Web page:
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Modern Japan and the History of Mental Afflictions, Tuberculosis, and Hansen’s Disease
Akihito Suzuki (Keio University)

Central to the discipline of the history of medicine in modern Japan are the three diseases of mental afflictions, tuberculosis, and Hansen’s disease.  The patients of these diseases have experienced phases of long-term confinement in the twentieth century.  Our research project will investigate multiple meanings of the patients of the diseases in modern Japan.[i] 

Humanities, Social Sciences and the History of Medicine

Humanities and social sciences have dealt with the history of medicine.  Roger Cooter and the late John Pickstone argued that in many ways “the history of medicine in the twentieth century is the history of the twentieth century” (Cooter and Pickstone 2003).  Medicine in the twentieth century achieved pervasive successes and changed fundamental aspects in the lives of patients and the workings of societies.  Humanities and social sciences analyzed major issues such as the body, mind, health, diseases, bioethics, and disabilities.  The new history of medicine also incorporates the relevance of history for the present and the future societies and the dynamics of historical methodologies that fit decisions for our future (Jackson 2011).

The Diseases as the Medical Framework

On the other hand, our research project is deeply connected with medicine through the adoption of the diseases as the basic framework (Kiple 1993; Weisz 2014). Instead of putting concepts of humanities or social sciences such as justice, states, gender, and races, this project tries to draw insights from the medical concepts of mental afflictions, tuberculosis, and Hansen’s disease.  These medical concepts and practical structures inspired many works in history in European areas about the medieval Hansen’s disease, modern tuberculosis, and mental illnesses from the ancient to the contemporary period (Foucault 2006 & 1991; Ellenberger 1970; Ackerknecht 1967; Dubos 1987; Porter 1990).  Likewise, these diseases have established as crucial subjects in the making of modern Japan for medical historians in Japan (Fukuda 1994; Nakamura 2016; Sato 2012; Hirokawa 2016; Takabayashi 2017; Hashimoto 2016; Goto 2014).  Especially Japan had unique condition of the coexistence of the national campaigns over the three diseases in their policy, medicine, reaction and representation and the massive change of the system of the state and society.  The acronym of three diseases as MATH — Mental Afflictions, Tuberculosis and Hansen’s disease –- will be promising path.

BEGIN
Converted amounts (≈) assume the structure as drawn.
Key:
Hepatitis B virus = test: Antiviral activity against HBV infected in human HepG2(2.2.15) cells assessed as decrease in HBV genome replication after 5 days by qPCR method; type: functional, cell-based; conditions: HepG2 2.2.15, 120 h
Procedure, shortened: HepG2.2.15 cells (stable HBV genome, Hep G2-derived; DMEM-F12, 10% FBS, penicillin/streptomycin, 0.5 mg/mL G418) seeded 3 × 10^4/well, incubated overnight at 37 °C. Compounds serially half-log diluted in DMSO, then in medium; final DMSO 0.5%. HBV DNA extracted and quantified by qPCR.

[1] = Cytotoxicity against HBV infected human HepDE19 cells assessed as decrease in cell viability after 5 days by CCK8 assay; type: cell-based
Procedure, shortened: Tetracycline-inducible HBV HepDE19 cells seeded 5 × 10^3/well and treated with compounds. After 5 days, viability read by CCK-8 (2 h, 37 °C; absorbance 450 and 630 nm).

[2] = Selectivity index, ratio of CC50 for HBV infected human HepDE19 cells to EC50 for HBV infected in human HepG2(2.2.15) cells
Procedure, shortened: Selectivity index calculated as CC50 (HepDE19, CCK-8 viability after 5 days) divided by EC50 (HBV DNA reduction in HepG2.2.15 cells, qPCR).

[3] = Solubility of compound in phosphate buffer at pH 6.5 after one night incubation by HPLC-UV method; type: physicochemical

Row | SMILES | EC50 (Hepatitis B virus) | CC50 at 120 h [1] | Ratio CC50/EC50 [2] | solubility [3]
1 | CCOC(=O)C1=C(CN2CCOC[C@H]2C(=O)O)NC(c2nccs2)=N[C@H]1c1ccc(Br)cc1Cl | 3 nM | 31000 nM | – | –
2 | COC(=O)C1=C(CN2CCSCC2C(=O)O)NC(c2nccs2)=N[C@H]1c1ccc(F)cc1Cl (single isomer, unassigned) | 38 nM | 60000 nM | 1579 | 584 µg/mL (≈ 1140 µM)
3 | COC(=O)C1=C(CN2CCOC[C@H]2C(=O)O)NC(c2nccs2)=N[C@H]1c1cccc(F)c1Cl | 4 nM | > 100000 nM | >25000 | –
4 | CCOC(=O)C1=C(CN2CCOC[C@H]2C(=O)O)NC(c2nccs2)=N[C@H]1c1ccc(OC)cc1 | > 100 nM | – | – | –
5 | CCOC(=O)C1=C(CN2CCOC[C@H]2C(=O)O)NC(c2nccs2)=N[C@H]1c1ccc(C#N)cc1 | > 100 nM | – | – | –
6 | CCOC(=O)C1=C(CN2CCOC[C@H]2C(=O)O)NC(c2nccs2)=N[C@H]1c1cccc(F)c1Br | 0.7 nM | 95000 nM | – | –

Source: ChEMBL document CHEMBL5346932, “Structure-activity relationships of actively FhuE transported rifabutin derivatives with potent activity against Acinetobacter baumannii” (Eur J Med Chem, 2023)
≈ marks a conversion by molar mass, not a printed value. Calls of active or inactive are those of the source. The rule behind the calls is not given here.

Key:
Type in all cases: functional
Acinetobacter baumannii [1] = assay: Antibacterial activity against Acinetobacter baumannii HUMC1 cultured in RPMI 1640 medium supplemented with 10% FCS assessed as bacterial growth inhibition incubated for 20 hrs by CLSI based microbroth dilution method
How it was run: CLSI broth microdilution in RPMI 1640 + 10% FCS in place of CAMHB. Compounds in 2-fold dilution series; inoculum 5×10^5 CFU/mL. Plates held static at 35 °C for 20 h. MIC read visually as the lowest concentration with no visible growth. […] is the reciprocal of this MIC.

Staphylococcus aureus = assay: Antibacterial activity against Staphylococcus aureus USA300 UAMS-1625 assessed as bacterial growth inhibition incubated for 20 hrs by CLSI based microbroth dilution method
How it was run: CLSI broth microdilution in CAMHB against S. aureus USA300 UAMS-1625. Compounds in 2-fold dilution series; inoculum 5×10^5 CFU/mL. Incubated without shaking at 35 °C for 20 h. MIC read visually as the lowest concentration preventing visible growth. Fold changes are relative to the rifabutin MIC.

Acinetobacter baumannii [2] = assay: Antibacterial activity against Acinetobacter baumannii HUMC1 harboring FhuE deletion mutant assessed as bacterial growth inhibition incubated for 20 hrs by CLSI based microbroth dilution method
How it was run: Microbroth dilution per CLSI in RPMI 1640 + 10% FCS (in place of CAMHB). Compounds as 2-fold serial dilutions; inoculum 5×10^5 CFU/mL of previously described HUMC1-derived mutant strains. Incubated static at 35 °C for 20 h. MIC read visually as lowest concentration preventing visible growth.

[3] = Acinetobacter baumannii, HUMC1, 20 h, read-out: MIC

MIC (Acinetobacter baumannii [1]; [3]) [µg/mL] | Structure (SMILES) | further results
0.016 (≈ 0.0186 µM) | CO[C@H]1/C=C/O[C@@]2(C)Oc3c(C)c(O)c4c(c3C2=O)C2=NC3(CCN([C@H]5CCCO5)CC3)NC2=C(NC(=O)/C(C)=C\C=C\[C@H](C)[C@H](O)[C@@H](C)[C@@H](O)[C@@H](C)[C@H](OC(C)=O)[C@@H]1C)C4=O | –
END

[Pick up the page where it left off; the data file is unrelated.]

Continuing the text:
Viewpoints and Methodologies

We will employ various and multiple viewpoints and methodologies.  The performances and contributions of great doctors are of course one of the classic ways, but that does not remain the only path we will follow (Bynum and Porter 1993).  Politics, administration, finance, and social forces were important components.  The patients’ families, their communities, and institutional staff were also crucial.  Archives and statistical tables will include both the individual uniqueness and the figure-based pictures which will set our pictures of Japanese history of medicine in international contexts.

This website will publicize our ideas about MATH in modern Japan.  They will be based on the development of humanities and social sciences, as well as the centralization of medical concepts of the diseases.  Our viewpoints and methodologies will be diverse and we will present individualistics and statistics of the diseases.

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  • Cooter, Roger, and John V. Pickstone (2003). Companion to Medicine in the Twentieth Century. World Reference. Routledge.
  • Dubos, Rene Jules, and Jean Dubos. (1987). The White Plague: Tuberculosis, Man, and Society. Rutgers University Press.
  • Ellenberger, Henri F. (1970). The Discovery of the Unconscious: The History and Evolution of Dynamic Psychiatry. Basic Books.
  • Foucault, Michel. (2006). History of Madness. Translated by Jean Khalfa, and Jonathan Murphy. Routledge.
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  • Hashimoto, Akira. (2016). “Work and Activity in Mental Hospitals in Modern Japan, C. 1868-2000.” In Work, Psychiatry and Society, C.1750-2015, edited by Waltraud Ernst. Manchester: Manchester University Press.
  • Hirokawa, Waka. (2016). “A Colony or a Sanitarium?: A Comparative History of Segregation Politics of Hansen’s Disease in Modern Japan.” In Science, Technology, and Medicine in the Modern Japanese Empire., edited by David G. Wittner, and Philip C. Brown. New York: Routledge.
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  • Sato, Masahiro. (2012). “Popularization of Psychiatric Knowledge in Modern Japan at the Turn of the Twentieth Century: Focusing on the Newspaper Coverage of Mental Disorders.” Historia Scientiarum 22, no. 2: 110-124.
  • Suzuki, Akihito. (2006). Madness at Home: The Psychiatrist, the Patient, and the Family in England, 1820-1860. Medicine and Society. Vol. 13: University of California Press, 2006.
  • Takabayashi, Akinobu. (2017). “Surviving the Lunacy Act of 1890: English Psychiatrists and Professional Development During the Early Twentieth Century.” Medical History 61, no. 2: 246-69.
  • Weisz, George. (2014). Chronic Disease in the Twentieth Century : A History. Johns Hopkins University Press.

[1] The funding for this research is given thorough Grants-in-Aid for Scientific Research from the Japan Society for the Promotion of Sciences (JSPS).  The research project involves about fifteen powerful historians of medicine in Japan.